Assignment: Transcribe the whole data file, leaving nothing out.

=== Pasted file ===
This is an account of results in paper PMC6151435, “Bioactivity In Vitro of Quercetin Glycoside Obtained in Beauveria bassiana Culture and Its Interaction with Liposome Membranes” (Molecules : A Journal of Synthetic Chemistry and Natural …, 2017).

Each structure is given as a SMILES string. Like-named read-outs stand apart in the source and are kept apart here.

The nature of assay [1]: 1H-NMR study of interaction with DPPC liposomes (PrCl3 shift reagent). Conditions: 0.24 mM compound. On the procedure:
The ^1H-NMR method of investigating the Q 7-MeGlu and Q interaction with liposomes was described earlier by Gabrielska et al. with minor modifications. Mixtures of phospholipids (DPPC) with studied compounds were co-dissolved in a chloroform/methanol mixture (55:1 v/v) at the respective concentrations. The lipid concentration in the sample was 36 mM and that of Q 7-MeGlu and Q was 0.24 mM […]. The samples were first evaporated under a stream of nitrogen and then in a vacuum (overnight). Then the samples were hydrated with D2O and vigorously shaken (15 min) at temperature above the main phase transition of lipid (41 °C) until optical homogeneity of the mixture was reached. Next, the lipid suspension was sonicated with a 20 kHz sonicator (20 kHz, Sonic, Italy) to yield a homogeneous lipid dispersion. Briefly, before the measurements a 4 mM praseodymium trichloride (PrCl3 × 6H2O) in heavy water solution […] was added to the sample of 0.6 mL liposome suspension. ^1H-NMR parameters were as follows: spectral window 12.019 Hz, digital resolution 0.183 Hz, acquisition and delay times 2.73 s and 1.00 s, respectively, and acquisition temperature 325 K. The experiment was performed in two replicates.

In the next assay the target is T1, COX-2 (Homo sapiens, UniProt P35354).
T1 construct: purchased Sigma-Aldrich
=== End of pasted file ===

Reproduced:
This is an account of results in paper PMC6151435, “Bioactivity In Vitro of Quercetin Glycoside Obtained in Beauveria bassiana Culture and Its Interaction with Liposome Membranes” (Molecules : A Journal of Synthetic Chemistry and Natural …, 2017).

Each structure is given as a SMILES string. Like-named read-outs stand apart in the source and are kept apart here.

The nature of assay [1]: 1H-NMR study of interaction with DPPC liposomes (PrCl3 shift reagent). Conditions: 0.24 mM compound. On the procedure:
The ^1H-NMR method of investigating the Q 7-MeGlu and Q interaction with liposomes was described earlier by Gabrielska et al. with minor modifications. Mixtures of phospholipids (DPPC) with studied compounds were co-dissolved in a chloroform/methanol mixture (55:1 v/v) at the respective concentrations. The lipid concentration in the sample was 36 mM and that of Q 7-MeGlu and Q was 0.24 mM […]. The samples were first evaporated under a stream of nitrogen and then in a vacuum (overnight). Then the samples were hydrated with D2O and vigorously shaken (15 min) at temperature above the main phase transition of lipid (41 °C) until optical homogeneity of the mixture was reached. Next, the lipid suspension was sonicated with a 20 kHz sonicator (20 kHz, Sonic, Italy) to yield a homogeneous lipid dispersion. Briefly, before the measurements a 4 mM praseodymium trichloride (PrCl3 × 6H2O) in heavy water solution […] was added to the sample of 0.6 mL liposome suspension. ^1H-NMR parameters were as follows: spectral window 12.019 Hz, digital resolution 0.183 Hz, acquisition and delay times 2.73 s and 1.00 s, respectively, and acquisition temperature 325 K. The experiment was performed in two replicates.

In the next assay the target is T1, COX-2 (Homo sapiens, UniProt P35354).
T1 construct: purchased Sigma-Aldrich